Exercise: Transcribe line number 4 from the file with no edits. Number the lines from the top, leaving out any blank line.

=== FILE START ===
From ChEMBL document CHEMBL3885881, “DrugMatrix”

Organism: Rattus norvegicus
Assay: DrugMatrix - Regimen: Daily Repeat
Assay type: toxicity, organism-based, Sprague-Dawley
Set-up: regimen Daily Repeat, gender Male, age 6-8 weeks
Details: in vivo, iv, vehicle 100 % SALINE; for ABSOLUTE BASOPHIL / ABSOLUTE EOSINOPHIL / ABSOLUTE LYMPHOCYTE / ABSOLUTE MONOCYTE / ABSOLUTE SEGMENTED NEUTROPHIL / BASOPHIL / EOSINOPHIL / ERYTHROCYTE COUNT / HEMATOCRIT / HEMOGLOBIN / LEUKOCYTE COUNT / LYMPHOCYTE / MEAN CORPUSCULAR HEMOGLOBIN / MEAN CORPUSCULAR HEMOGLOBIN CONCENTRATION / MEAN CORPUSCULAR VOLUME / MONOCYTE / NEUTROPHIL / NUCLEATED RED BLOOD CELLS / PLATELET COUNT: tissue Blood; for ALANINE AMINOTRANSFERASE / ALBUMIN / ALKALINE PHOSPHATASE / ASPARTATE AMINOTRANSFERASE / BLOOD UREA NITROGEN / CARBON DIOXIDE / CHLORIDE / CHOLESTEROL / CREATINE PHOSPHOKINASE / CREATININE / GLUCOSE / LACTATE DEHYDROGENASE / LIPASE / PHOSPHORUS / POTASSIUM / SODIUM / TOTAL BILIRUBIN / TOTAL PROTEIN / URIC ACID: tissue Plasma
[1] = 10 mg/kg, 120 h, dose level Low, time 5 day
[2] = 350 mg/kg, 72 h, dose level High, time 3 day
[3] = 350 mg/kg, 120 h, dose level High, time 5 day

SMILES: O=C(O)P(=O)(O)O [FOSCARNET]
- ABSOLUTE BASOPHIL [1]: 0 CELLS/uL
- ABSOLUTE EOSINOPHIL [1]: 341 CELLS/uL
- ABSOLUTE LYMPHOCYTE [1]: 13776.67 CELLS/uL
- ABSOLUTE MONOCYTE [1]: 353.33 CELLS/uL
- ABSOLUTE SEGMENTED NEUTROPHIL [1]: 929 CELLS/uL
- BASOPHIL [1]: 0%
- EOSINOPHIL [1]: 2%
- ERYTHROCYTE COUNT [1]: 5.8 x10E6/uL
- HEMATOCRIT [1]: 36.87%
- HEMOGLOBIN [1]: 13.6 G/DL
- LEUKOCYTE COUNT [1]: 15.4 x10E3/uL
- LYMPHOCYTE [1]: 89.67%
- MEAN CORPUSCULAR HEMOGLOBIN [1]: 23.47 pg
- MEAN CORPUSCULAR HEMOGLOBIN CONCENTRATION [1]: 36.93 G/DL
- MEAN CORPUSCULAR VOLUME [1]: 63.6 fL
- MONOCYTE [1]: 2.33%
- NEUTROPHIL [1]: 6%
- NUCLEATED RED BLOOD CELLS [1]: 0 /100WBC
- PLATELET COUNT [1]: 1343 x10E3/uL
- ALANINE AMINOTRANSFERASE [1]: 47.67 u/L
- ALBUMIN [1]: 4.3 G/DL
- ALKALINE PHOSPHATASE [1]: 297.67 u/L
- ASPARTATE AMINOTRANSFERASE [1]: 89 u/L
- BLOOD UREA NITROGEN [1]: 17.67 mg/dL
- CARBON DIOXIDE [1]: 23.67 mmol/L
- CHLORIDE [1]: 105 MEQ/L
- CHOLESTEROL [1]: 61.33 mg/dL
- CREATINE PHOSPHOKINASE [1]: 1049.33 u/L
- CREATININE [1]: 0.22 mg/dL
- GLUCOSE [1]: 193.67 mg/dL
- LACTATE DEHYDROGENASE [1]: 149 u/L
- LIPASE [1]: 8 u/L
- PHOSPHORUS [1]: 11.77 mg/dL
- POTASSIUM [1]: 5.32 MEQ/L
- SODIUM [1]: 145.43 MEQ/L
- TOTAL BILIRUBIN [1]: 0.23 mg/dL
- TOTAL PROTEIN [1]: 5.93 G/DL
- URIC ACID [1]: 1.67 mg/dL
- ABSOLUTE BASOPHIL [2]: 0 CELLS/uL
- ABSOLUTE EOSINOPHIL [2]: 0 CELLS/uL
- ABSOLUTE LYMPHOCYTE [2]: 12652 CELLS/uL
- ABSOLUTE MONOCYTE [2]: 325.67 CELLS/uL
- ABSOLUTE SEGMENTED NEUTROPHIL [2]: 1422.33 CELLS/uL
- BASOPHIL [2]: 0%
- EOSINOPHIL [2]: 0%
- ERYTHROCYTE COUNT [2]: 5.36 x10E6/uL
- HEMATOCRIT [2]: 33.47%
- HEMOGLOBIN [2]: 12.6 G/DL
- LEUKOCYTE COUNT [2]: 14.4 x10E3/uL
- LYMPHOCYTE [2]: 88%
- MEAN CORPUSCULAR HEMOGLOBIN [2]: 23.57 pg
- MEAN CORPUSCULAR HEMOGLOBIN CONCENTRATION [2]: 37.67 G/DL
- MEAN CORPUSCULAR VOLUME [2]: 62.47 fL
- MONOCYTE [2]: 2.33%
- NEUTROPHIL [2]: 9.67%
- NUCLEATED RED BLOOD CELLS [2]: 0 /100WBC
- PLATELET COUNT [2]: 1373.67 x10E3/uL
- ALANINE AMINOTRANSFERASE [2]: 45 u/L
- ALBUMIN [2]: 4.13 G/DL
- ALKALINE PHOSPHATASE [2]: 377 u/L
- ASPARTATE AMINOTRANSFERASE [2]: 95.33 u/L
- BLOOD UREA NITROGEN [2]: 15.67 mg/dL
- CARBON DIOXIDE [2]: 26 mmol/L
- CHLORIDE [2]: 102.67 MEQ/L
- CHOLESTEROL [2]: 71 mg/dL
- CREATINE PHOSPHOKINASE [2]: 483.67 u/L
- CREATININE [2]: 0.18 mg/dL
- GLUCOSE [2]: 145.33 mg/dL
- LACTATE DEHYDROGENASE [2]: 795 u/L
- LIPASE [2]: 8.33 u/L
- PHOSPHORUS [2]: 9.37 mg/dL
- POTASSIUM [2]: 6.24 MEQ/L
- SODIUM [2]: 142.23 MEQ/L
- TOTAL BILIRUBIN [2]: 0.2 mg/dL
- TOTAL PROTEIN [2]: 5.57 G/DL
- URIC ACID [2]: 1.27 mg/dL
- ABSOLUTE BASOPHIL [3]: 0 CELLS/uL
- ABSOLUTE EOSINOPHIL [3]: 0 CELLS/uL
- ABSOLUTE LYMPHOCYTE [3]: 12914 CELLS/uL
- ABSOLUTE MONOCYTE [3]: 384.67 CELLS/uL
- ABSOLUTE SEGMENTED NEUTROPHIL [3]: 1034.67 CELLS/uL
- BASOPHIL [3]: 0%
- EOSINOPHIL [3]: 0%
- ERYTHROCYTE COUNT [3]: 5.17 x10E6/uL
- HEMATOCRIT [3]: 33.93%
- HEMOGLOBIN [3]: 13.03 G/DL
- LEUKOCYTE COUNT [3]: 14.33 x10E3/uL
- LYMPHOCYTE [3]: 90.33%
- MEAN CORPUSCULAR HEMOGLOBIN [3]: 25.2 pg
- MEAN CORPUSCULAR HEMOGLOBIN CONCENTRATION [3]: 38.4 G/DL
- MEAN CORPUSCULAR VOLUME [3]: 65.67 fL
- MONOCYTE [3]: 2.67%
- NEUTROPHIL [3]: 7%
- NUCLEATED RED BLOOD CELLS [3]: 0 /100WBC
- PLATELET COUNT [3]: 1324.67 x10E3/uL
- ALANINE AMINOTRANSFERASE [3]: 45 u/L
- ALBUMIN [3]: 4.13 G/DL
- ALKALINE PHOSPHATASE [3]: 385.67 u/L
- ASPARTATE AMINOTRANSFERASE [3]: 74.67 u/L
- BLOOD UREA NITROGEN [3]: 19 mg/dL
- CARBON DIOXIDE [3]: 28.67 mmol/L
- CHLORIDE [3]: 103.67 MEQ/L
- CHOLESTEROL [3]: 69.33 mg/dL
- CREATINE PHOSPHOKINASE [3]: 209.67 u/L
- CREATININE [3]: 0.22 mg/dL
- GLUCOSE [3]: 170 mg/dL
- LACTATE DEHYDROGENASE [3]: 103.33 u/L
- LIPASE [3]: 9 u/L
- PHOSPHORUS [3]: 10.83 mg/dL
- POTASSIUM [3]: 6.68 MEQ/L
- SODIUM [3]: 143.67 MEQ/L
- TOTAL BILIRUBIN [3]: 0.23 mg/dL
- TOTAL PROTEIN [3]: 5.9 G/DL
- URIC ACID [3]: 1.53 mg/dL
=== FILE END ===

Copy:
Assay type: toxicity, organism-based, Sprague-Dawley